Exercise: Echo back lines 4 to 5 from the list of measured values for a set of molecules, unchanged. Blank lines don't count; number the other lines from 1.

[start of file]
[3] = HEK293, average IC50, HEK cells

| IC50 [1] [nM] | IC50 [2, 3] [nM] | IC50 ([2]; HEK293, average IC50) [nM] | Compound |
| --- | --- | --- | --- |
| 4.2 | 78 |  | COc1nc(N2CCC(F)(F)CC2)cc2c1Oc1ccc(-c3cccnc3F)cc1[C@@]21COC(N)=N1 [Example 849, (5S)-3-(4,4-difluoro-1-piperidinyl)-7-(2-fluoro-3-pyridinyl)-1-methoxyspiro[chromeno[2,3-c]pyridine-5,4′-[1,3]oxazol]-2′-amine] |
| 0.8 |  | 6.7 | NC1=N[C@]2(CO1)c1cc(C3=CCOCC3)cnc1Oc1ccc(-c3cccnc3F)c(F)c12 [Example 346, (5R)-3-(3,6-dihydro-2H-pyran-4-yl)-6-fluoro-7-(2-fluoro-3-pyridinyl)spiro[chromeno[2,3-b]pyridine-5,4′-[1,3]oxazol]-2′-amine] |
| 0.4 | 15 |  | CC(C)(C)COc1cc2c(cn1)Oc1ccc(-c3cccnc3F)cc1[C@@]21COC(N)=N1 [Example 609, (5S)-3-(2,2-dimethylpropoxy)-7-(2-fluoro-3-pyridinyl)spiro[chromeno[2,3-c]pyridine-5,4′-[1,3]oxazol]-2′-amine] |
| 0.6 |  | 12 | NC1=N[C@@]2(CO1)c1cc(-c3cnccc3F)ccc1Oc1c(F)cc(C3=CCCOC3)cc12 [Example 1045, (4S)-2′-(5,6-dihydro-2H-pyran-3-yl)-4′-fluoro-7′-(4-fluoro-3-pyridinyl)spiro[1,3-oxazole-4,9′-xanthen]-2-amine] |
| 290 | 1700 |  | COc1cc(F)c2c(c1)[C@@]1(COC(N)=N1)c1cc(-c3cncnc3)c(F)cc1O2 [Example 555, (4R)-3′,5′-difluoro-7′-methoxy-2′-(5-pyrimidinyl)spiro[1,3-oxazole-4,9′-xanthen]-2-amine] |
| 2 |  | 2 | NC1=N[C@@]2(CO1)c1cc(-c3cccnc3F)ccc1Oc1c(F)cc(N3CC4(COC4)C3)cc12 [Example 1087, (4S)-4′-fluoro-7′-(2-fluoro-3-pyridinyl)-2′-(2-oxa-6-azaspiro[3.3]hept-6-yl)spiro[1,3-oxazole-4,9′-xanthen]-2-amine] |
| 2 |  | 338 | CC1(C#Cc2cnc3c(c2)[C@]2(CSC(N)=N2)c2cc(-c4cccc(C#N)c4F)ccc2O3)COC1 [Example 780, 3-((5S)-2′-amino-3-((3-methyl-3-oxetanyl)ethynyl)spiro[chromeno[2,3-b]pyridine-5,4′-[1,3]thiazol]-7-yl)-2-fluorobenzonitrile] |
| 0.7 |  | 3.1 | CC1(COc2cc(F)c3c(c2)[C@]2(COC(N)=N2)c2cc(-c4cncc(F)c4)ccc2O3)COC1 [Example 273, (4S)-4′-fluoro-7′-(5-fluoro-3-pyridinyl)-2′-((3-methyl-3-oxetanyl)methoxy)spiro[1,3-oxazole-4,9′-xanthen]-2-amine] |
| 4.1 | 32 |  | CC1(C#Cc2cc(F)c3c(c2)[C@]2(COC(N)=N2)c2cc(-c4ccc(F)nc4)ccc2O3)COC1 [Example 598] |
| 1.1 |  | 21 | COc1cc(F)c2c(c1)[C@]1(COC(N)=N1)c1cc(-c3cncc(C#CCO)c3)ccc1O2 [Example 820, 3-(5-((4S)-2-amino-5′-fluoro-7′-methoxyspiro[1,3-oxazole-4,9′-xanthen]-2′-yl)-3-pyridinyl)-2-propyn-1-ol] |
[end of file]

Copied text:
| 4.2 | 78 |  | COc1nc(N2CCC(F)(F)CC2)cc2c1Oc1ccc(-c3cccnc3F)cc1[C@@]21COC(N)=N1 [Example 849, (5S)-3-(4,4-difluoro-1-piperidinyl)-7-(2-fluoro-3-pyridinyl)-1-methoxyspiro[chromeno[2,3-c]pyridine-5,4′-[1,3]oxazol]-2′-amine] |
| 0.8 |  | 6.7 | NC1=N[C@]2(CO1)c1cc(C3=CCOCC3)cnc1Oc1ccc(-c3cccnc3F)c(F)c12 [Example 346, (5R)-3-(3,6-dihydro-2H-pyran-4-yl)-6-fluoro-7-(2-fluoro-3-pyridinyl)spiro[chromeno[2,3-b]pyridine-5,4′-[1,3]oxazol]-2′-amine] |